Doctor of Philosophy
Electrical and Computer Engineering
Ultra-dense heterogeneous network (HetNet), in which densified small cells overlaying the conventional macro-cells, is a promising technique for the fifth-generation (5G) mobile network. The dense and multi-tier network architecture is able to support the extensive data traffic and diverse quality of service (QoS) but meanwhile arises several challenges especially on the interference coordination and resource management. In this thesis, three novel network schemes are proposed to achieve intelligent and efficient operation based on the deep learning-enabled network awareness. Both optimization and deep learning methods are developed to achieve intelligent and efficient resource allocation in these proposed network schemes.
To improve the cost and energy efficiency of ultra-dense HetNets, a hotspot prediction based virtual small cell (VSC) network is proposed. A VSC is formed only when the traffic volume and user density are extremely high. We leverage the feature extraction capabilities of deep learning techniques and exploit a long-short term memory (LSTM) neural network to predict potential hotspots and form VSC. Large-scale antenna array enabled hybrid beamforming is also adaptively adjusted for highly directional transmission to cover these VSCs. Within each VSC, one user equipment (UE) is selected as a cell head (CH), which collects the intra-cell traffic using the unlicensed band and relays the aggregated traffic to the macro-cell base station (MBS) in the licensed band. The inter-cell interference can thus be reduced, and the spectrum efficiency can be improved. Numerical results show that proposed VSCs can reduce $55\%$ power consumption in comparison with traditional small cells.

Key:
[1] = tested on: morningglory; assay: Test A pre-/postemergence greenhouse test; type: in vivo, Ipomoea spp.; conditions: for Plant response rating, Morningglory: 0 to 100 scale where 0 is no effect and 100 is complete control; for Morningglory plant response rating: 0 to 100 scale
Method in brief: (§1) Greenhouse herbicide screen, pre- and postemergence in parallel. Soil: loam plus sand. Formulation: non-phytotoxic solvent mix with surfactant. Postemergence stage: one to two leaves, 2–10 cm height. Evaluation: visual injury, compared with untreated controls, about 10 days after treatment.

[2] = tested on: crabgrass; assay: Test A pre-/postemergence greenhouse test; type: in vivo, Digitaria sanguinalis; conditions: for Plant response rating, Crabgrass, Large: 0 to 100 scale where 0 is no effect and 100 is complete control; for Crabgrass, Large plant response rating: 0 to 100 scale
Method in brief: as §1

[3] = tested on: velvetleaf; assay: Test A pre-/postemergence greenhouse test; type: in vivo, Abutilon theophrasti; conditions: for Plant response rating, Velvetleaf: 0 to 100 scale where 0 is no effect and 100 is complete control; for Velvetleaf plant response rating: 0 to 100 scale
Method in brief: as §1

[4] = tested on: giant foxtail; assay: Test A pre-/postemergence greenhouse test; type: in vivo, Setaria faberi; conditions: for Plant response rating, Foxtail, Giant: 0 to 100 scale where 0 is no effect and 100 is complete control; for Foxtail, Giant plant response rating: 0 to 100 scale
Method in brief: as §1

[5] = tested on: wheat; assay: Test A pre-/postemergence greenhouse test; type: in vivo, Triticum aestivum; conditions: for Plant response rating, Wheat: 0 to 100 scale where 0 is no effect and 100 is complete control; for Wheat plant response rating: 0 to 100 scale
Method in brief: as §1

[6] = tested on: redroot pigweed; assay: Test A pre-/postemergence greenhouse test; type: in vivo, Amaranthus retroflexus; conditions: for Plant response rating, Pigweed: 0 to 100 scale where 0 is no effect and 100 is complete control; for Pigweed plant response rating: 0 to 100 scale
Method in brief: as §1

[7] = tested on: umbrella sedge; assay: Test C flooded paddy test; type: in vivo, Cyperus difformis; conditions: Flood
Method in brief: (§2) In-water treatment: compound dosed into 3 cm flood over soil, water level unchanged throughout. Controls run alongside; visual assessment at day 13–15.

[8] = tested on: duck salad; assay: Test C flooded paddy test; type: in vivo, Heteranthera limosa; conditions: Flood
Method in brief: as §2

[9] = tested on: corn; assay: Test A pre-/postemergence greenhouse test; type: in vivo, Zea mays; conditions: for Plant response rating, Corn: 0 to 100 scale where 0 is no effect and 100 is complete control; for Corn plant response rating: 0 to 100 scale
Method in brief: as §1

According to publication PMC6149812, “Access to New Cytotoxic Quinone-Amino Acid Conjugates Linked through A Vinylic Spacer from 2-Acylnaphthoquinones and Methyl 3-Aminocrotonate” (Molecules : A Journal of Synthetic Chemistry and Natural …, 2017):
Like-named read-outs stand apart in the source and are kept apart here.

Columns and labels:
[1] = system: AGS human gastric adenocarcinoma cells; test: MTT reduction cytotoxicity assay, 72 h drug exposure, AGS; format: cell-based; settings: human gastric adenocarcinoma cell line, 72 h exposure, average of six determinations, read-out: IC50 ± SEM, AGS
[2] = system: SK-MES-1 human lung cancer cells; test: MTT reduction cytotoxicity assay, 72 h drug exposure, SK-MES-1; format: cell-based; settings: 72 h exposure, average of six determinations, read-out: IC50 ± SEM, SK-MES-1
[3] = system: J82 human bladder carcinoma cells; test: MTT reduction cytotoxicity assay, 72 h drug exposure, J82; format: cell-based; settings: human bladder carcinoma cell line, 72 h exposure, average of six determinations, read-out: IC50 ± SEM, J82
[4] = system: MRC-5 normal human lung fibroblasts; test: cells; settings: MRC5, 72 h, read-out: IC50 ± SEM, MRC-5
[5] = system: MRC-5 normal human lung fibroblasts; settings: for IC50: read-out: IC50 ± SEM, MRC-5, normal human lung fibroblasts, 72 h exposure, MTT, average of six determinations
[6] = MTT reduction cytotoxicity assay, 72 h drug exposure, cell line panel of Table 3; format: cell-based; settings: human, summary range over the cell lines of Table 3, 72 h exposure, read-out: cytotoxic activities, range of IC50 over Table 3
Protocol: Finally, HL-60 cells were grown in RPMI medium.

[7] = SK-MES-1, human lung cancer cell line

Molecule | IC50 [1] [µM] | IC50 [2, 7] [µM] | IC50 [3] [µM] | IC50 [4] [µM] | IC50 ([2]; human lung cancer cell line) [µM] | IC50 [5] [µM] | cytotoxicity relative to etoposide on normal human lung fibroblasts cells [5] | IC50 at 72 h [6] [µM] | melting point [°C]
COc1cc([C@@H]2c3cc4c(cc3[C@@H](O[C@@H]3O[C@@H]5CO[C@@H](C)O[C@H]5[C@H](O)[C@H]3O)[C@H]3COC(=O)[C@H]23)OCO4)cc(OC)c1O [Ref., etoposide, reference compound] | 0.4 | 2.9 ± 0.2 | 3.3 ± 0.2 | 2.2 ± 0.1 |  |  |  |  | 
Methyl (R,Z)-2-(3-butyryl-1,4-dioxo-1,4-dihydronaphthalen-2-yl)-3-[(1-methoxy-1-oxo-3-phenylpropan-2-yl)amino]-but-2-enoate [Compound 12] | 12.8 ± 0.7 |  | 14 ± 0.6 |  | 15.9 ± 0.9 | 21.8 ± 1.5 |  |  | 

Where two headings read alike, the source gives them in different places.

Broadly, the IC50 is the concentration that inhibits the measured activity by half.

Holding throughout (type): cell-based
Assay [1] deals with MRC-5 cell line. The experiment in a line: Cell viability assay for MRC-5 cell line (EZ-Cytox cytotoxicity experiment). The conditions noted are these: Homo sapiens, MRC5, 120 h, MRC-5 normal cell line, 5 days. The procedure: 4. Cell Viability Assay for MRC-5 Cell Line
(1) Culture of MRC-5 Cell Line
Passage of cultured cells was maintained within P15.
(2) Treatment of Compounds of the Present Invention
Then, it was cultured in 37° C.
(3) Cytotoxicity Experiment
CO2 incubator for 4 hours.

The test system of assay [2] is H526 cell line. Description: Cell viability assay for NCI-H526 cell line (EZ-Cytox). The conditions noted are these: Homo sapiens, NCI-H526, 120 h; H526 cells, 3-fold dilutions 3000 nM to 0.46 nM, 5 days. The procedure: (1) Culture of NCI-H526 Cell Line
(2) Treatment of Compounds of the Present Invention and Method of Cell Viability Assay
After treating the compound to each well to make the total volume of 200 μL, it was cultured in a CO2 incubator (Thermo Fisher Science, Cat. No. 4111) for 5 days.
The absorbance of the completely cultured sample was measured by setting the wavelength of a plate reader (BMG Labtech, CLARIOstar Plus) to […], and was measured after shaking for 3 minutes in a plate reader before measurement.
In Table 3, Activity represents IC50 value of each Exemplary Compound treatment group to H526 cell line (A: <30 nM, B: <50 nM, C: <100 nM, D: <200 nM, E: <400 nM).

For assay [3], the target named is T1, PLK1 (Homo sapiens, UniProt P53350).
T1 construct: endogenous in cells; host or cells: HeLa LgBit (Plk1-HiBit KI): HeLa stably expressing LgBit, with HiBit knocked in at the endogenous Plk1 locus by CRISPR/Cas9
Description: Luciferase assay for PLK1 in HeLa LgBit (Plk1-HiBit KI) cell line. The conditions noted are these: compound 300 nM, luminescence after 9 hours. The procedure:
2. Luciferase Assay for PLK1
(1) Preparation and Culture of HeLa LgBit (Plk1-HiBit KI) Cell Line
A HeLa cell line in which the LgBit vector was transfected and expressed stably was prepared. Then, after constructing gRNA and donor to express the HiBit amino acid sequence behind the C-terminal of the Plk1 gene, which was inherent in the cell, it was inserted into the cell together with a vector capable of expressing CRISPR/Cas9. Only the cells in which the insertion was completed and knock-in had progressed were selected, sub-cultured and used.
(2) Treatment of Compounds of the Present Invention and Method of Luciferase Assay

In addition to the smart VSCs deployment, a novel multi-dimensional intelligent multiple access (MD-IMA) scheme is also proposed to achieve stringent and diverse QoS of emerging 5G applications with disparate resource constraints. Multiple access (MA) schemes in multi-dimensional resources are adaptively scheduled to accommodate dynamic QoS requirements and network states. The MD-IMA learns the integrated-quality-of-system-experience (I-QoSE) by monitoring and predicting QoS through the LSTM neural network. The resource allocation in the MD-IMA scheme is formulated as an optimization problem to maximize the I-QoSE as well as minimize the non-orthogonality (NO) in view of implementation constraints. In order to solve this problem, both model-based optimization algorithms and model-free deep reinforcement learning (DRL) approaches are utilized. Simulation results demonstrate that the achievable I-QoSE gain of MD-IMA over traditional MA is $15\%$ - $18\%$.